No. And I think we need to, we need to be aware of that. To some extent I am , uh , I am humble for it too, because they understand their position as well. They want to do their job as good as possible, and they want to, like everybody else, getting promotion and getting... Take the next step. And then you act according to the logic that you are supposed to. So even though as a consultant, I usually am, uh, I work with large organizations and as a consultant, I am very free in saying these things, but I'm also very aware of the way that people are in the system and has to play by this, by the rules of the system. Because that's how you survive. That's how you stay and advance without being too... Yeah.

R.M.:

That's very interesting. I like, I like that. I think incentives are key to many, many, many things, including dysfunctional behaviors , uh , that are based on incentives that aren't the right place or not adapted adequately. So I kind of , I kind of... forced you to go into some other direction. You were going through a third role and I just don't want you to lose...

Annika:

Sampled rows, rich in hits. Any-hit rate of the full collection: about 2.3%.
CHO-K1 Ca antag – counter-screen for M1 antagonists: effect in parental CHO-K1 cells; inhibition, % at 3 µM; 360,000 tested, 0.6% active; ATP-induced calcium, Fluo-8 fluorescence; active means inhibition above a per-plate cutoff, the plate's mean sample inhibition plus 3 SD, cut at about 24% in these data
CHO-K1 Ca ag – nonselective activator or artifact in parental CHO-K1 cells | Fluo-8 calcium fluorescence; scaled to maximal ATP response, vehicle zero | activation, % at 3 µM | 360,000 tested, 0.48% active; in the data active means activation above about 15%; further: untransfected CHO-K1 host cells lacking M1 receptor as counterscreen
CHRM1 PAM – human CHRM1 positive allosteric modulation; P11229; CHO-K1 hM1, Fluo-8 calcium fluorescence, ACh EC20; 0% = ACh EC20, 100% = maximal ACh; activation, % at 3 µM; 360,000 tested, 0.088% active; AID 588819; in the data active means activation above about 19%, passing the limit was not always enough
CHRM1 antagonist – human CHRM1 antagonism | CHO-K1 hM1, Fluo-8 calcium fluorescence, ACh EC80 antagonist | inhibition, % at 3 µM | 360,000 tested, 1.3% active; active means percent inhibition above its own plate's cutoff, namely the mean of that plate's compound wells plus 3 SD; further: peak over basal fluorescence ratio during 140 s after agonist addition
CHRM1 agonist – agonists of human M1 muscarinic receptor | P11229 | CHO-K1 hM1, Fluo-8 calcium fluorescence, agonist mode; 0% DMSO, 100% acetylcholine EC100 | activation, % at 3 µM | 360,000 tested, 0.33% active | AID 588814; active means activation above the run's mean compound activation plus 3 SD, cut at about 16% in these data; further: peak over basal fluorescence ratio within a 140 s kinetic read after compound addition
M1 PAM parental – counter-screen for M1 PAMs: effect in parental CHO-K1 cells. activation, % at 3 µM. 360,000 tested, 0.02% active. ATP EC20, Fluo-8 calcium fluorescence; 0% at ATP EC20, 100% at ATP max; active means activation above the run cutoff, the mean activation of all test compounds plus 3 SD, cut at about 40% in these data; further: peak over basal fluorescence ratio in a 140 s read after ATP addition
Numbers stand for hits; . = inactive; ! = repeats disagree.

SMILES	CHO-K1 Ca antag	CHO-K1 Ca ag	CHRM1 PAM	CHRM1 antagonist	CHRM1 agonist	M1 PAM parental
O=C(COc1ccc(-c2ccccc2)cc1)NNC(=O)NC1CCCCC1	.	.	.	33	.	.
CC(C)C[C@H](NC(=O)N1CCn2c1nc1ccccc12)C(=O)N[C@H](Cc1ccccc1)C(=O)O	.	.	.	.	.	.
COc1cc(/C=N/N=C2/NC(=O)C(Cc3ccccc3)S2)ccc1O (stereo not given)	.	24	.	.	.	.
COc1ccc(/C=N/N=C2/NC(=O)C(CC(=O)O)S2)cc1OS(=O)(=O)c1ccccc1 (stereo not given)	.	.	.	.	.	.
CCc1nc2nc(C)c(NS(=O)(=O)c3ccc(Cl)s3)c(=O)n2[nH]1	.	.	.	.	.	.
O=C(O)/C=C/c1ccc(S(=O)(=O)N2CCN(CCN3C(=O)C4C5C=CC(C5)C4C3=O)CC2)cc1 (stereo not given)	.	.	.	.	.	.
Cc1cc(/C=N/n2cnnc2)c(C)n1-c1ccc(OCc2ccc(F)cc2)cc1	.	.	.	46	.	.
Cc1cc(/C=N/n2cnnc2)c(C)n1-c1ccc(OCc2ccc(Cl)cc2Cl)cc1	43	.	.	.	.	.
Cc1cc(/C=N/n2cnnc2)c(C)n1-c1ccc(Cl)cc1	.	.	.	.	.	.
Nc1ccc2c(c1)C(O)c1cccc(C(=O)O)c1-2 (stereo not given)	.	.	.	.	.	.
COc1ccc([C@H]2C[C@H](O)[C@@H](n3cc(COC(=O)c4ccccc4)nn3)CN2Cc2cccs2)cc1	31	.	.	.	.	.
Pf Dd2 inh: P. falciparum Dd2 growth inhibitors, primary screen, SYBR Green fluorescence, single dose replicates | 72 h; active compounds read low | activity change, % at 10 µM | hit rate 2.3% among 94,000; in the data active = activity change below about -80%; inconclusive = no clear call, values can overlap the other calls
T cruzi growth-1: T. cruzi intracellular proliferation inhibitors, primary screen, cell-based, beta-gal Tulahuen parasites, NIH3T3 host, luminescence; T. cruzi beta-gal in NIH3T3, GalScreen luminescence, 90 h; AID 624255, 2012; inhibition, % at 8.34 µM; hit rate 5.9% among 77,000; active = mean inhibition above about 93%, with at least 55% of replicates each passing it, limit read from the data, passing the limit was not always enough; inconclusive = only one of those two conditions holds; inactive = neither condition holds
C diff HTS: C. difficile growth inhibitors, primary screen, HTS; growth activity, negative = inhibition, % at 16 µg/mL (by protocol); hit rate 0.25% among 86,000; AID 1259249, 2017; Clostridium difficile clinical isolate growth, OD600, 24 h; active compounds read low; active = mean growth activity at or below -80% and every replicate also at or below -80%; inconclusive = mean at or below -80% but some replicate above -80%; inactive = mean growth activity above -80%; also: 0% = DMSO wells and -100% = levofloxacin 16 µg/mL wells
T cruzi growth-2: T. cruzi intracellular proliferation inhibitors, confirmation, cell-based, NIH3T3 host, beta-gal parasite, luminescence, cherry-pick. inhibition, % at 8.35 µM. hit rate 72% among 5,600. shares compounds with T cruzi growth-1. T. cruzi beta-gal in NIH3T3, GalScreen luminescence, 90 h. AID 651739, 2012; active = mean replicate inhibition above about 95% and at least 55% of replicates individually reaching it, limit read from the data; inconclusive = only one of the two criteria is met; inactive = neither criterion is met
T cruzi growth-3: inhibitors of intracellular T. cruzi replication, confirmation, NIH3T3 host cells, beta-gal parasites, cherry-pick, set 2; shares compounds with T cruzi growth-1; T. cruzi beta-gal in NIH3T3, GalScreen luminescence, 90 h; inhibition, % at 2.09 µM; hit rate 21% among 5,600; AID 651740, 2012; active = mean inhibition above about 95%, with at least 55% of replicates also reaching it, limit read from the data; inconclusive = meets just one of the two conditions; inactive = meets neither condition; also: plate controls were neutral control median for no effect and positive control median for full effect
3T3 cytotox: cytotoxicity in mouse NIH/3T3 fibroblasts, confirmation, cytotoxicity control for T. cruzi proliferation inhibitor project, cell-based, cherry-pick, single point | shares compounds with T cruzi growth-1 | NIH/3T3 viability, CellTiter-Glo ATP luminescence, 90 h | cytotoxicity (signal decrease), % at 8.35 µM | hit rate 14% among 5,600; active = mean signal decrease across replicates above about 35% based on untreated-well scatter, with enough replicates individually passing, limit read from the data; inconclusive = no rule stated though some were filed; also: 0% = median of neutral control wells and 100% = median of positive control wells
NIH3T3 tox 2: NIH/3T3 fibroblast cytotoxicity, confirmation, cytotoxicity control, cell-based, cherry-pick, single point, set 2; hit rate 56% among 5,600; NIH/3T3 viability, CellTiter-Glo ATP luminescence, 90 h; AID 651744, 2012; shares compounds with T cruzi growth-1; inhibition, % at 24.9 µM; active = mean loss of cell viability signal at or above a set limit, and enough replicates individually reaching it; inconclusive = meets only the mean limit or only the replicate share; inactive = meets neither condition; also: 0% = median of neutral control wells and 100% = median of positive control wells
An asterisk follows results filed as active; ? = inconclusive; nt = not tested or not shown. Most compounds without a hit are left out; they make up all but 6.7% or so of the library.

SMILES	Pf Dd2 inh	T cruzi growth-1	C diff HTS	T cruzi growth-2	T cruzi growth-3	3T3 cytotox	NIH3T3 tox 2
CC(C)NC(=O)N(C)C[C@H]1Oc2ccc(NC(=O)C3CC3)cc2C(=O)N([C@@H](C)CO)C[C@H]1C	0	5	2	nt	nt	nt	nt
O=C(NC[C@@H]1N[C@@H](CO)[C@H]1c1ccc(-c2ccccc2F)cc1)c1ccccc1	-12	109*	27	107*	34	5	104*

Well, I can take that one. And then we can go to, because there were also touching on this combination, or this balance, between operation and change. And I think we need to , to have a lot of talk about that one as well, but they will take the third version , or the third dimension before we go there. And that is the customer experience, the outside view of what we're having. And I seen when I worked at a Swedish company, how that is really emerging into a super important perspective that we really need to take good care of . We cannot chop-up the customer journey saying, we take care of the marketing part. You take care of the sales part, and you guys are take care of the actual delivery of the service or the thing, whatever. We need to see that as a holistic experience and as something that we should improve, regardless of what our messy inside looks like. I mean, it's not up to the customer to know whether I should call the campaign service number, or if I should call customer service. I call you, you help me. That's the , that's the thing, right? So, so this , um, way of combining, like I said, the value stream and the products with the customer experience as well is really important because , otherwise we would run the risk of being this internal... "We're perfect internally, but nobody cares". You know , that is not a good place to be. So we need to take that into account as well. In my experience, the the awareness of this comes in steps. Sort of you first get your internal system, you sense make that, and then you see the value streams. And then the external perspective is getting more traction as somebody after a while, realizes, okay, we need to have somebody that is actually taking responsibility for the entire customer journey, customer experience , and work with we would like that one to be. And of course, that's the number of touch points. You have IT there as well. So IT is everywhere. And we d id not sort of leave that for the basement guys. But needs to be really also like the others, like I said, close to where we have the interaction with the customer and the feedback loops and how can we make this better and combine that with the products and our internal way of working a nd capabilities. It's this entire system that we need to take into account instead of like, at least my experience is that we come from a very well we think of IT and also architecture where I come from it has had really internal view o n t hings. We've been really caring a lot about the information, the systems, the processes, our own processes, but we're not here for ourselves. We're here for somebody else. Why don't we pay more attention to the people that we are offering something to, or that we want to be part of their experience rather than inviting them into ours? So that is the third one. And I think that, like I said, with the discussion about the product and the way we look at them, the same goes for this dimension, with the customer. We need to sense make it and , and really give people that are working in these dimensions more muscles. More , I don't know if it's money or if it's , positions, but they need to be stronger so that they can balance the other ones. So that was the third one. I don't know is this ... do you recognize this or does it resonate with your way of looking at things too?